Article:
Markets in Rome
Mercato dell’Unita – Prati
Via Cola di Rienzo.
Buses: 70, 81, 186, 280, 913.
7.00 AM- 8.00 PM
Covered food market, extremely interesting architecturally.
Piazzale Ponte Milvio.
Buses: 911, 446, 201, 301, 168, 232, 220.
6.00 AM- 1.30 PM
Predominantly food, well stocked and well known for its fish.
Via Sannio. Metro A – S. Giovanni.
Buses: 118, 87, 16, 15, 81, 13.
8.00 AM- 1.00 PM, Sat until 6.00 PM.
Situated under the Aurelian walls, it is very similar to the Porta Portese market but much smaller. Mostly sells used and new clothing as well as camping goods. The centre of the market is covered, with stands on the surrounding streets. It sells mainly clothes and accessories.
Piazza di Testaccio
Buses: 13, 23, 57, 95, 716.
6.00 AM- 1.30 PM
Rich and lively market, in a working class area sells mostly food. Mercato di Testaccio contains greengrocers and butchers, fishmongers and sellers of cheese and dairy products, housed in a more permanent structure.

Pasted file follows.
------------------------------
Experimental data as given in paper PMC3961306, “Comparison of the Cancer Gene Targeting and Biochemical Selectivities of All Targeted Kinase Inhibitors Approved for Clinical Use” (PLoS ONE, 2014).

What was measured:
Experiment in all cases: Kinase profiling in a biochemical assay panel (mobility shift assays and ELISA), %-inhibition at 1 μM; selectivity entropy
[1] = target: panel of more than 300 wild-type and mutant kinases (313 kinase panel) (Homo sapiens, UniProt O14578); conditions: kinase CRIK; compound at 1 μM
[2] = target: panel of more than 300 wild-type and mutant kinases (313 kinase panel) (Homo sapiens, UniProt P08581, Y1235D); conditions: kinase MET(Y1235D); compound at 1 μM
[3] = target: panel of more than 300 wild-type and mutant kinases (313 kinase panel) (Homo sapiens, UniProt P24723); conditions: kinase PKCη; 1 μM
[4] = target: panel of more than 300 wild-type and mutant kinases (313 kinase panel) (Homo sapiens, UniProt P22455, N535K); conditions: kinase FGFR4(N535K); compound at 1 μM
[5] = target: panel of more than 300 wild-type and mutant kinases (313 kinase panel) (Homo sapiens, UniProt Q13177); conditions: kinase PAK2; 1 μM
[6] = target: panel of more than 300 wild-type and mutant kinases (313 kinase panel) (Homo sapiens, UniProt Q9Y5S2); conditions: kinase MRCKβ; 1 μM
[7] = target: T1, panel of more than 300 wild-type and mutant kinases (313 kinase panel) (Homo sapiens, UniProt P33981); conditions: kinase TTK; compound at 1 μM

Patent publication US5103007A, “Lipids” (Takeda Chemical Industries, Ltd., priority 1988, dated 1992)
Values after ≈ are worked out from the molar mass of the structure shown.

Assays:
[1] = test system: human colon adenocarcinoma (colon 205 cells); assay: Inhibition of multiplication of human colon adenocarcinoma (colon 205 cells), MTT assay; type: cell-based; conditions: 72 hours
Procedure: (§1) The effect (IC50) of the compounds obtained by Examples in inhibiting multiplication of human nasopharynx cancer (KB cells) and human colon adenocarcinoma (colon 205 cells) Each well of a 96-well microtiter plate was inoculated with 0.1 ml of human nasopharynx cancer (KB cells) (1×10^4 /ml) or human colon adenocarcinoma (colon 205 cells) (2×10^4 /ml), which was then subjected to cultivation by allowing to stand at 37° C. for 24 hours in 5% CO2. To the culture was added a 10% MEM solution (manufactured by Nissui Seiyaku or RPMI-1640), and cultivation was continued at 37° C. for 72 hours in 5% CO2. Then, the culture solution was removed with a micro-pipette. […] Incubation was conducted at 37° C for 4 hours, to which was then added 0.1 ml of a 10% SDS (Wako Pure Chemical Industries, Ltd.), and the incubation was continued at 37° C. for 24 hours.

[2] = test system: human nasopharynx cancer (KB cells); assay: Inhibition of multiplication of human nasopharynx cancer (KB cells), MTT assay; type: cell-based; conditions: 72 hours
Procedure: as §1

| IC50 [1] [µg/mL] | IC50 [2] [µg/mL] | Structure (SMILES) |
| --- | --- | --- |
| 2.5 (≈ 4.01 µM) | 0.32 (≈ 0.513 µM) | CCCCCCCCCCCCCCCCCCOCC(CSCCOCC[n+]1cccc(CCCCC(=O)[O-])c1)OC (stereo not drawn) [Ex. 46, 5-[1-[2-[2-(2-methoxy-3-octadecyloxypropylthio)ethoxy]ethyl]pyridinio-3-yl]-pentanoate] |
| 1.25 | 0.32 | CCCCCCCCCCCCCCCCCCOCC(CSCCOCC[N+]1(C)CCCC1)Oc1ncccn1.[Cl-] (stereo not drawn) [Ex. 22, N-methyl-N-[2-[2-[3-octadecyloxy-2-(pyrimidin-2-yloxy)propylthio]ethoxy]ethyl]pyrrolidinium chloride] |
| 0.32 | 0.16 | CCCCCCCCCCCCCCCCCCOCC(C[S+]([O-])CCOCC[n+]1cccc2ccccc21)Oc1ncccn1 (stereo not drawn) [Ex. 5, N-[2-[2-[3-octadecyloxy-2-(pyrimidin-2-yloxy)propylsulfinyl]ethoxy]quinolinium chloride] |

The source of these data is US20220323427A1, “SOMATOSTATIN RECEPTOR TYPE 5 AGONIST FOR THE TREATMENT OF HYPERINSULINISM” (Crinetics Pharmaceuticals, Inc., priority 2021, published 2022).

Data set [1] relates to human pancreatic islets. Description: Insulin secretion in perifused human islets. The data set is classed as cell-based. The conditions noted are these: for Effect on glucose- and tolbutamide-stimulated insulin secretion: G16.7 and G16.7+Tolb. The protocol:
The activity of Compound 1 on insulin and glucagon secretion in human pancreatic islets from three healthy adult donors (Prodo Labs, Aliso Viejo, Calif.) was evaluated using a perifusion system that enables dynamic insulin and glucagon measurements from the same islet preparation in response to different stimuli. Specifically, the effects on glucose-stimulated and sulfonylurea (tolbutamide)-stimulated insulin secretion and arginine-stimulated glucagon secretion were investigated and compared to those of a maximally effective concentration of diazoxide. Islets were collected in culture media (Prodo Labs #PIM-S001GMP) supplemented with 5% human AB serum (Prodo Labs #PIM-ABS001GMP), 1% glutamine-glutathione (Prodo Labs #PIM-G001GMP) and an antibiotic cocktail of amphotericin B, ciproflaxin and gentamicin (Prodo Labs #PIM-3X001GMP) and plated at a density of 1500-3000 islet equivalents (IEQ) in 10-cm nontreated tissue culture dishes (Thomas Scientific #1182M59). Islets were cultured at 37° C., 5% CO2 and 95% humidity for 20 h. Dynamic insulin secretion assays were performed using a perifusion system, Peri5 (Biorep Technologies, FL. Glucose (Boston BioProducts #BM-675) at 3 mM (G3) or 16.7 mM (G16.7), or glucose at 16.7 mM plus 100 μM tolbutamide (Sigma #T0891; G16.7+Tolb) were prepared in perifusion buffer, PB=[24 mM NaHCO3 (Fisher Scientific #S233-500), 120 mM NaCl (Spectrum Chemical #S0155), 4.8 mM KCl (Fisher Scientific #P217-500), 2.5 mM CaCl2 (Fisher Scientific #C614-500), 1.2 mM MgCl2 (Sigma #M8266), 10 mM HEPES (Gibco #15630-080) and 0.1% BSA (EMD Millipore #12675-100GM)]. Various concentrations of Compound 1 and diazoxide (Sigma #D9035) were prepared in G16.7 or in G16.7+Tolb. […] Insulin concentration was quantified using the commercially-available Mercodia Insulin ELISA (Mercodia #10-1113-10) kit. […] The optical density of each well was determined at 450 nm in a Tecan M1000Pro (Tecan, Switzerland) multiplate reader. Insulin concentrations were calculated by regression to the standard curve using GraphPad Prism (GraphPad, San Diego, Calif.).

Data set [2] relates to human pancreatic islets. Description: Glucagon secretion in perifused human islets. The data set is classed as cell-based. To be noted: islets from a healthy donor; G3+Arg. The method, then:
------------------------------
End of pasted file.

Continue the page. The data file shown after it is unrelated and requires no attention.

Piazza Campo de’ Fiori.
Bus 44, 46. 62. 64, 70, 81, 90, 90b, 492. 46, 62, 64, 90, 70, 186
7.00 AM- 1.30 PM
Rome’s most picturesque market is also its most historical. Its name, Campo de’ Fiori, which translates as field of flowers, sometimes misleads people into expecting a flower market. In fact the name is said to derive from Campus Florae (Flora’s square) – Flora being the lover of the great Roman general Pompey. A market has actually been held in this now rather shabby, but still beautiful, piazza for many centuries. Every morning, except Sunday, the piazza is transformed by an array of stalls selling colourful fruit and vegetables, meat, poultry and fish. One or two stalls specialize in pulses, rice, dried fruit and nuts and there are also flower stalls situated near the fountain.
Rome is blessed with a wide variety of places to shop… and you cannot enjoy Rome – or any city in Italy – without visiting a local market. Fortunately, in Rome there is an abundance of “local” markets. Markets in Rome sell foods, collectables, flowers, antiques… you name it you can probably find it here in a Roman market!
In addition, there are also the vendors who just set up on the street corners. You can walk around many corners in Rome and find a neighborhood market.